And that brings us to this particular Martin Luther King Day, which precedes an Inauguration Day that wouldn't be what it is going to be, if it weren't for Martin Luther King. And even though I didn't get Inauguration tickets like I had hoped, I still feel so glad and so lucky that I get to watch this incredible event take place, even on television.

So I just want to say thank you, Dr. King, for all you did, and for all you gave. I wish you could see just how much you, too, moved the world, and in your case, for the better.

Wednesday, January 14, 2009

Coming Soon!

After a very long hiatus, I'm moving my blog back to this address, on Friday, January 16, from its current home.

UPDATED: The move seems to have gone quite smoothly, but please feel free to let me know if you encounter any problems, especially as I will be tweaking settings and layout for a few weeks to come. Leave a comment, or contact me directly at paintandink @

Tuesday, January 13, 2009

Living the Map

Living the Map is such a delicious phrase, isn't it? Just three words, but packed with so much possibility that they make me want to pack my bags, jump in the car and get moving. And that's before learning the story behind them.

Daniel Seddiqui, a recent graduate of my own alma mater, couldn't find a job after graduation, so he hopped in his car, and set out on an extraordinary journey: traveling to 50 states in 50 weeks, working at a different job in each place: meatpacker, farmer, rodeo announcer, wedding coordinator, Border Patrol agent, and, appropriately, a cartographer.

Daniel as a rodeo announcer.

He has a whole page on his site to explain why, but really, why not?

Truth be told, I am doing exactly what I want to be doing right now, and delighted about it. But I still have a list of dream careers, from ESL teacher to marine biologist (he did that, too) to Imagineer, and wouldn't it be fun someday, when I'm itching for something new, to try them each out for a week or even a month? And, even better, to take the road trip of all road trips, to each of the 50 states. It is my secret (not-so-green*) dream to travel the United States in an RV, and just take my ink and brushes and paints with me, to map as I go.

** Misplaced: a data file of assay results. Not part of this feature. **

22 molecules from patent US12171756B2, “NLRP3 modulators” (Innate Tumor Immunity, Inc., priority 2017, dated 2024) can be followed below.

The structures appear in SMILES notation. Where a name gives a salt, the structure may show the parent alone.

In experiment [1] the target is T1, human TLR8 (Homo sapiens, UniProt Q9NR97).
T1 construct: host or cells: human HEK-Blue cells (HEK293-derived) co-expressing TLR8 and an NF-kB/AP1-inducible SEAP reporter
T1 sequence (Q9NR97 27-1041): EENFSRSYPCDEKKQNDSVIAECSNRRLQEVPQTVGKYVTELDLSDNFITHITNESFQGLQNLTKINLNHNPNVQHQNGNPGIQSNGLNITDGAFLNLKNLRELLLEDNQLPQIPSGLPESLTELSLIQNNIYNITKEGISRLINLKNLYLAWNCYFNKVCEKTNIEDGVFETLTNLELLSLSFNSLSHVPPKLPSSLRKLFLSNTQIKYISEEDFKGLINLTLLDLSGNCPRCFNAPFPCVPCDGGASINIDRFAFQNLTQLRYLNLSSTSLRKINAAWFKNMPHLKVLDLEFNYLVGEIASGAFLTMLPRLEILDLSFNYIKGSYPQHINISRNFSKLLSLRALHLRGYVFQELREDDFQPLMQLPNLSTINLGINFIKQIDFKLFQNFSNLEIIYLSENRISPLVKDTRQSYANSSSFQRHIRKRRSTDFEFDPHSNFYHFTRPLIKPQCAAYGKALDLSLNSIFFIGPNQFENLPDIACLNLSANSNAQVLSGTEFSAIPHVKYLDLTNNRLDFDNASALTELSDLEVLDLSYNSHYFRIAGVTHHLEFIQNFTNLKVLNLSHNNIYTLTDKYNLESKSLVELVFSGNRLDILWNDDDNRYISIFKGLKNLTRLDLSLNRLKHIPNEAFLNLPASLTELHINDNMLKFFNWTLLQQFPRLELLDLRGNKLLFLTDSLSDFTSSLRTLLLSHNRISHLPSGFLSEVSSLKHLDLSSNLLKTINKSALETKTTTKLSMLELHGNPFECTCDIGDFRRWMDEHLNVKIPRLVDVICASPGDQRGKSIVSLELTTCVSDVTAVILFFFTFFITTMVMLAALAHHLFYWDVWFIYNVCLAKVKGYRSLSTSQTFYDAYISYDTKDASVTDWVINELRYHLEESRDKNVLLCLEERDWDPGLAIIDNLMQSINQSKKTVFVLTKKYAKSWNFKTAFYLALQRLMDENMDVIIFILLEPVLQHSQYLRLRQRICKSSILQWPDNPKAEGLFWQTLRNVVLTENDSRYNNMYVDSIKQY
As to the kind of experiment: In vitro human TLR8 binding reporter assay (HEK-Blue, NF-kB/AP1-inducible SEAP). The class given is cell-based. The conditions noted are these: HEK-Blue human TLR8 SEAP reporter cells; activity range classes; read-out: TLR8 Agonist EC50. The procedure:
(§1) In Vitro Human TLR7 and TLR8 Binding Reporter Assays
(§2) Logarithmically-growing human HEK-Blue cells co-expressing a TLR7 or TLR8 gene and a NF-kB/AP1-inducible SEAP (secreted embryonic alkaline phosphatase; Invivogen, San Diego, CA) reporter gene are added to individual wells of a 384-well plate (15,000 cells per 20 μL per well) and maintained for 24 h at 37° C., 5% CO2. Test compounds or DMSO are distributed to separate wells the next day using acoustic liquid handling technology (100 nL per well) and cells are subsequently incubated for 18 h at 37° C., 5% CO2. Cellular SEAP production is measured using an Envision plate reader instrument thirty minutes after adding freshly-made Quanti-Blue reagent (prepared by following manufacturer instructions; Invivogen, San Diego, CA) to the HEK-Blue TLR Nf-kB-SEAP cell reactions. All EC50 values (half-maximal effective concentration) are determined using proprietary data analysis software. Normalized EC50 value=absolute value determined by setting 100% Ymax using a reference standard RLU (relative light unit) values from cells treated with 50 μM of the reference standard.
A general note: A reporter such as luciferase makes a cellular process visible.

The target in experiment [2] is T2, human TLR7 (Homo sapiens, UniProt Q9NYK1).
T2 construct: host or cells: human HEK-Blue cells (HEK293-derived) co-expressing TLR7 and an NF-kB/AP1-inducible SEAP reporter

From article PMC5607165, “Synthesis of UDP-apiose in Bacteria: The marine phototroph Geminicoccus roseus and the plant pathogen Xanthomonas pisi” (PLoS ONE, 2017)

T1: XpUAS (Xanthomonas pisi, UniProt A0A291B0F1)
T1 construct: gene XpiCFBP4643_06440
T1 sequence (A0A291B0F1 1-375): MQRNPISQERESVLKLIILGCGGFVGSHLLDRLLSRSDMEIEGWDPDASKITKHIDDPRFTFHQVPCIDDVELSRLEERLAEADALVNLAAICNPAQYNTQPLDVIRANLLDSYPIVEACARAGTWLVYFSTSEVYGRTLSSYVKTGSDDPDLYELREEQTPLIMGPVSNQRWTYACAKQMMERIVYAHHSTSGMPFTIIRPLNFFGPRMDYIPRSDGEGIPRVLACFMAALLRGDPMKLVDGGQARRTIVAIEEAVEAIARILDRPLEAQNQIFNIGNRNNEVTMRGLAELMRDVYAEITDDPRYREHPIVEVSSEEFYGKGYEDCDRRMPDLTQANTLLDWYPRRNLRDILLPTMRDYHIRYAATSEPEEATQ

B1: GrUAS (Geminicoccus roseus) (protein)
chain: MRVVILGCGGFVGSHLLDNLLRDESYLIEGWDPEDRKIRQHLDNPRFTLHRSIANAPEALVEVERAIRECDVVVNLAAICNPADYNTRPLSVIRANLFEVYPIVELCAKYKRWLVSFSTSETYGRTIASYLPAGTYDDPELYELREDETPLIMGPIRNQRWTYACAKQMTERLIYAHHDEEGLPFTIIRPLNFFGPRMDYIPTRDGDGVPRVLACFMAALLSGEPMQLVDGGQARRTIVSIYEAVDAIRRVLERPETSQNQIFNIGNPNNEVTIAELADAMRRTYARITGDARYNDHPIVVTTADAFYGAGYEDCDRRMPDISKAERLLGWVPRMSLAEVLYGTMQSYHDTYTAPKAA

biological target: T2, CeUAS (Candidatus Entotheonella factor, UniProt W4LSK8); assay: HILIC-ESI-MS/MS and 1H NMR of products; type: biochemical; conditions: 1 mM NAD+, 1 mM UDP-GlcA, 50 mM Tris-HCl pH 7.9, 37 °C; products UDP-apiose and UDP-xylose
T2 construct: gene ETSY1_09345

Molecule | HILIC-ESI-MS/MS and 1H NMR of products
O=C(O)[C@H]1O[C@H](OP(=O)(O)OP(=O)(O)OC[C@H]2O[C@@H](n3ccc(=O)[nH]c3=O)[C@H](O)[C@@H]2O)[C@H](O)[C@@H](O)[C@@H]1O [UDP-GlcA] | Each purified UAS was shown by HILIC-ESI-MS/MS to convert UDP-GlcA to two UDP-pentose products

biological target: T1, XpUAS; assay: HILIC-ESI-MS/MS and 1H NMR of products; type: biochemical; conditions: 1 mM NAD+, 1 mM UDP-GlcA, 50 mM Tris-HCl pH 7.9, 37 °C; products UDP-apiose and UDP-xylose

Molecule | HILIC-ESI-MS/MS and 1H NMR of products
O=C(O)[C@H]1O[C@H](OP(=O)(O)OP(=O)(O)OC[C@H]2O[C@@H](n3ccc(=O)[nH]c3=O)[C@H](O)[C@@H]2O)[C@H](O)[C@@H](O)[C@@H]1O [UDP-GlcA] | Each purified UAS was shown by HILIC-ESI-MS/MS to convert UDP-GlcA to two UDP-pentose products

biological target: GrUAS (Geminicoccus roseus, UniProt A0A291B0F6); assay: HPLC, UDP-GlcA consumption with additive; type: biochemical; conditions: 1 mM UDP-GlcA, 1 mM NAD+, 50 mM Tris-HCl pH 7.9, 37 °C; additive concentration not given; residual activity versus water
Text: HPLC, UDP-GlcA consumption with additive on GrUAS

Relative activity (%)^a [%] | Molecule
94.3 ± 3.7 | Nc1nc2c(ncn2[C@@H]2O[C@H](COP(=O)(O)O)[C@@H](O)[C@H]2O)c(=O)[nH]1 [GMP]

But Daniel's story also appeals to me for another reason. I've been thinking a lot lately about the world and all its greatness and all its problems and how two people from the same country can have such extremely different opinions about how things should be. Not to mention people from two different hemispheres.

And I've been thinking about how some people live in very small, constrained worlds, when they don't have to, often just because they don't realize there is more to the world beyond their limited experiences. Some people get very belligerent when they say this is how things should be, regarding this issue or that policy, or this war or that country's actions, or this religion or that philosophy. Some people don't seem to ever consider other perspectives. And I used to think this was because they were narrow-minded, but maybe it's because the just don't know there are other perspectives. They don't remember how to look.

As Daniel Seddiqui says, "I was unaware of what life was like outside my bubble."

Daniel as a marine biologist.

I'm not against opinions, not at all. I am fond of opinions, especially my own, and frankly, some of my own probably are narrow-minded, too. It's just that I think - my opinion is - that the more different types of experiences you have, the more tolerant you becomes of other viewpoints, other lifestyles, and other cultures. You don't always have to understand why people do things a different way. You just have to understand that there is a different way.

I think most of the readers of this blog have had experiences in learning that there is a different way. And maybe you have found, like I have, when it comes to solving problems, that once you understand that other perspectives exist, the more willing you'll tend to be to try fluid solutions instead of applying one-size-fits-all, rigid solutions. I often get overwhelmed by obstacles and problems, but as my horizons become ever broader, my mind is more and more likely to jump immediately to thinking of ways to solve the problems.